James is a professional mix engineer who has mixed singles for multi-platinum artists such as Robbie Williams.
James started out in Los Angeles, working alongside renowned engineer Jack Jospeh Puig, and independently mixing and recording several projects for Robbie Williams.
Since then he has gained experience in a wide range of studios, from the iconic East West studios in Hollywood to Question De Son studio in Paris.
James’ impressive myriad of experience working with experienced artists and producers across a wide range of genres in Australia, U.S.A and Europe is a reflection of his advanced mixing and production techniques.
James works directly with artists and clients to achieve a professional, polished sound that not only captures the essence of the song but makes sure that it translates to the listener as well. He currently mixes out of his own dedicated studio.
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Interview with James Millar
Q: Tell us about your studio setup.
A: I have my own dedicated mix suite which I built myself. It took a while to get the room tuned and build all the necessary bass traps and diffusers, but it sounds great now! I've got multiple sets of monitors, some outboard EQs and compressors, the UAD plugins and the rest happens inside the box! Having gear is great, but without a decent room, it's not going to help you.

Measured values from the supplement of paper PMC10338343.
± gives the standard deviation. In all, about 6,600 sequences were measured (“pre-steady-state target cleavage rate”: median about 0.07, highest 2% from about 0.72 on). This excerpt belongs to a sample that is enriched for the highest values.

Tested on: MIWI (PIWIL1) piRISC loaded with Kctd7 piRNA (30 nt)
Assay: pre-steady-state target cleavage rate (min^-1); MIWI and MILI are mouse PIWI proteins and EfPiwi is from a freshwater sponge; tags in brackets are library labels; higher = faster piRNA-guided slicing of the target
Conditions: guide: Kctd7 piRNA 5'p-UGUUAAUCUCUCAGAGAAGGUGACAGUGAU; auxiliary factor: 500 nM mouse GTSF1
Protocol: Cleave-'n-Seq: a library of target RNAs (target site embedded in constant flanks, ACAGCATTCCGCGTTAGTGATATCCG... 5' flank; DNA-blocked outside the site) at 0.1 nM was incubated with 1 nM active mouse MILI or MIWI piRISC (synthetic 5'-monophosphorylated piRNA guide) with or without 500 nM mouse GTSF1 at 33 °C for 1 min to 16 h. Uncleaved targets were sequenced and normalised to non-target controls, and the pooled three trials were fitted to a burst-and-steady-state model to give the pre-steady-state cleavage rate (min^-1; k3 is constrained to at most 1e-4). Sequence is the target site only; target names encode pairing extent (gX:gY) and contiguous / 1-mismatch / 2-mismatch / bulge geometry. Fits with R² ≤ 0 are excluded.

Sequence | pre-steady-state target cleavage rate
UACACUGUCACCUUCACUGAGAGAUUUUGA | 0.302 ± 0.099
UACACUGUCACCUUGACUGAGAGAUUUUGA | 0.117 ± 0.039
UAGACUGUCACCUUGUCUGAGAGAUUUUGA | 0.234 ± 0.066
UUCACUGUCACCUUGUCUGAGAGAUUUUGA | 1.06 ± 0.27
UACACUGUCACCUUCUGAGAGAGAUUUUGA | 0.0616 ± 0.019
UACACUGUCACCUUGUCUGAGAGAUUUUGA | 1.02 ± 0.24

Q: What's your typical work process?
A: I like to get my sessions set up the day before I start mixing. Setting up sessions is the least fun part of the job, but still important, so getting that done the day before means that when I come to mixing, there's nothing to get in the way of the creative stuff!
Q: What do you bring to a song?
A: The key to a good mix is identifying what the main elements of the song are and making sure they shine. Sometimes that might be a vocal, other times it might be highlighting specific rhythmic elements that are keeping the song driving. Whatever it is, I bring this to life. Usually, I find, this works best when theres been good communication with the client about what they want from the music. So I guess I also try bring a real understanding to the process as well.
Q: What type of music do you usually work on?
A: I work on all sorts of different genres - from straight up Pop, to experimental electronic music, to rock or hip hop. I think it is important to understand all types of music, as it helps you become a better mixer. I am often picking up tricks or techniques from one genre of music that I can then apply to another. I think it gives me a real edge in terms of delivering quality modern mixes.
Q: Can you share one music production tip?
A: Be wary of where you arrange your sounds across the frequency spectrum. One of the major goals of mixing is to make sure everything has its own space. While there are plenty of things I can do to make that happen, there is no substitute for good production. If you have too many instruments or sounds that sound the same, things will get lost.
Q: What was your career path? How long have you been doing this?
A: I have been mixing for almost 9 years now. I studied an Advanced Diploma in Sound Production in 2011 and dived straight into the industry after that.